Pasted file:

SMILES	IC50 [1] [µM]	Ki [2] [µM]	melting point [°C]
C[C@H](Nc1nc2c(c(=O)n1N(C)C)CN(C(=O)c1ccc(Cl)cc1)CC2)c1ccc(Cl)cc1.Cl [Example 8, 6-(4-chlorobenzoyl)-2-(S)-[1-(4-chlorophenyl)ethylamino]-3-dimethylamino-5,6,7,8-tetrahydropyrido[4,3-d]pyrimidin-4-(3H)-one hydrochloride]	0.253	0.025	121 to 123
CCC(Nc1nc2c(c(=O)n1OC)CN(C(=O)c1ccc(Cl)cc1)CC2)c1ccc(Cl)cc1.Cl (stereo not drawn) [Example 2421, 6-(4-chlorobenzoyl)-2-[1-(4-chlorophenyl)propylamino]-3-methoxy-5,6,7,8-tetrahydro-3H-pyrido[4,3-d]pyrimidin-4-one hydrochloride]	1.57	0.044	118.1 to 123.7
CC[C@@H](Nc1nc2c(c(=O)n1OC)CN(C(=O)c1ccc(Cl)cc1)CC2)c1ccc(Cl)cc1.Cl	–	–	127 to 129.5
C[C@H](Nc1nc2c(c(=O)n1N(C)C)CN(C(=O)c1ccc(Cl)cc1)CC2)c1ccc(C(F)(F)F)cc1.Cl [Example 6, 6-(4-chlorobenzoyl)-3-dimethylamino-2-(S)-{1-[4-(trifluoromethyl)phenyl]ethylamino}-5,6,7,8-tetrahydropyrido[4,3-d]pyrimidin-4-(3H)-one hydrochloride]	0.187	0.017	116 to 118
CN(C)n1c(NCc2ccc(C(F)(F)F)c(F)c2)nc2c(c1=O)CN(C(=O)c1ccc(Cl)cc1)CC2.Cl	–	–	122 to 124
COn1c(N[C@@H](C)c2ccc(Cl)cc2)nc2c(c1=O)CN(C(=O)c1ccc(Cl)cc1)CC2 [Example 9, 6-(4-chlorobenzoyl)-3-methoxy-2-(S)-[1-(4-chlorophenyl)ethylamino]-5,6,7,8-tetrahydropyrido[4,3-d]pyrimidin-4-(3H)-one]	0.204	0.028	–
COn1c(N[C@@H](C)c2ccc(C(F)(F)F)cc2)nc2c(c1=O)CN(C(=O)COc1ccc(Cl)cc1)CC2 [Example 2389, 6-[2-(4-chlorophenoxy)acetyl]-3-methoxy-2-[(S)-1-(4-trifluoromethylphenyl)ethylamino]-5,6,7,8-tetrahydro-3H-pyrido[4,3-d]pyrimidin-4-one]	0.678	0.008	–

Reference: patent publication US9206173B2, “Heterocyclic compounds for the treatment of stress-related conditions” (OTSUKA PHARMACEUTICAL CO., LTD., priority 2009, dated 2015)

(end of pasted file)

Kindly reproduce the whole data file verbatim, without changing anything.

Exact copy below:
SMILES	IC50 [1] [µM]	Ki [2] [µM]	melting point [°C]
C[C@H](Nc1nc2c(c(=O)n1N(C)C)CN(C(=O)c1ccc(Cl)cc1)CC2)c1ccc(Cl)cc1.Cl [Example 8, 6-(4-chlorobenzoyl)-2-(S)-[1-(4-chlorophenyl)ethylamino]-3-dimethylamino-5,6,7,8-tetrahydropyrido[4,3-d]pyrimidin-4-(3H)-one hydrochloride]	0.253	0.025	121 to 123
CCC(Nc1nc2c(c(=O)n1OC)CN(C(=O)c1ccc(Cl)cc1)CC2)c1ccc(Cl)cc1.Cl (stereo not drawn) [Example 2421, 6-(4-chlorobenzoyl)-2-[1-(4-chlorophenyl)propylamino]-3-methoxy-5,6,7,8-tetrahydro-3H-pyrido[4,3-d]pyrimidin-4-one hydrochloride]	1.57	0.044	118.1 to 123.7
CC[C@@H](Nc1nc2c(c(=O)n1OC)CN(C(=O)c1ccc(Cl)cc1)CC2)c1ccc(Cl)cc1.Cl	–	–	127 to 129.5
C[C@H](Nc1nc2c(c(=O)n1N(C)C)CN(C(=O)c1ccc(Cl)cc1)CC2)c1ccc(C(F)(F)F)cc1.Cl [Example 6, 6-(4-chlorobenzoyl)-3-dimethylamino-2-(S)-{1-[4-(trifluoromethyl)phenyl]ethylamino}-5,6,7,8-tetrahydropyrido[4,3-d]pyrimidin-4-(3H)-one hydrochloride]	0.187	0.017	116 to 118
CN(C)n1c(NCc2ccc(C(F)(F)F)c(F)c2)nc2c(c1=O)CN(C(=O)c1ccc(Cl)cc1)CC2.Cl	–	–	122 to 124
COn1c(N[C@@H](C)c2ccc(Cl)cc2)nc2c(c1=O)CN(C(=O)c1ccc(Cl)cc1)CC2 [Example 9, 6-(4-chlorobenzoyl)-3-methoxy-2-(S)-[1-(4-chlorophenyl)ethylamino]-5,6,7,8-tetrahydropyrido[4,3-d]pyrimidin-4-(3H)-one]	0.204	0.028	–
COn1c(N[C@@H](C)c2ccc(C(F)(F)F)cc2)nc2c(c1=O)CN(C(=O)COc1ccc(Cl)cc1)CC2 [Example 2389, 6-[2-(4-chlorophenoxy)acetyl]-3-methoxy-2-[(S)-1-(4-trifluoromethylphenyl)ethylamino]-5,6,7,8-tetrahydro-3H-pyrido[4,3-d]pyrimidin-4-one]	0.678	0.008	–

Reference: patent publication US9206173B2, “Heterocyclic compounds for the treatment of stress-related conditions” (OTSUKA PHARMACEUTICAL CO., LTD., priority 2009, dated 2015)